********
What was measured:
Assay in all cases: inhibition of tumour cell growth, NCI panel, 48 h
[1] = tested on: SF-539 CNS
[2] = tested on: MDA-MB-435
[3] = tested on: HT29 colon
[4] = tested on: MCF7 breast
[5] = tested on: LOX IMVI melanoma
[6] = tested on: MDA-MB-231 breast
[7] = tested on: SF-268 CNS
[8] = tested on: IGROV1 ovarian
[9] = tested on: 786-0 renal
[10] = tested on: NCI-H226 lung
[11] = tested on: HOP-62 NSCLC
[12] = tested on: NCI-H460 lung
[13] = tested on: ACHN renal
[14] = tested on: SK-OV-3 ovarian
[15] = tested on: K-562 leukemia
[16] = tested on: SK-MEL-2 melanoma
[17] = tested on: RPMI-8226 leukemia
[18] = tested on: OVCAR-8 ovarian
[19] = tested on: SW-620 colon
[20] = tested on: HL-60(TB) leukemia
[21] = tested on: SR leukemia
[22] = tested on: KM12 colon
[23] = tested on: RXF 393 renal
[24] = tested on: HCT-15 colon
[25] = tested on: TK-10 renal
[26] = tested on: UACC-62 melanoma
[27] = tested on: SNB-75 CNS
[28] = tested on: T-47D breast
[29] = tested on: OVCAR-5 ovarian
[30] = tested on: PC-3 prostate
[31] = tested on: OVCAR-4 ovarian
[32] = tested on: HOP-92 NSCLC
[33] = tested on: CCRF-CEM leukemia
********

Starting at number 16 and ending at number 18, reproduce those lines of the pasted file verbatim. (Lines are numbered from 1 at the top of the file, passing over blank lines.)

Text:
[14] = tested on: SK-OV-3 ovarian
[15] = tested on: K-562 leukemia
[16] = tested on: SK-MEL-2 melanoma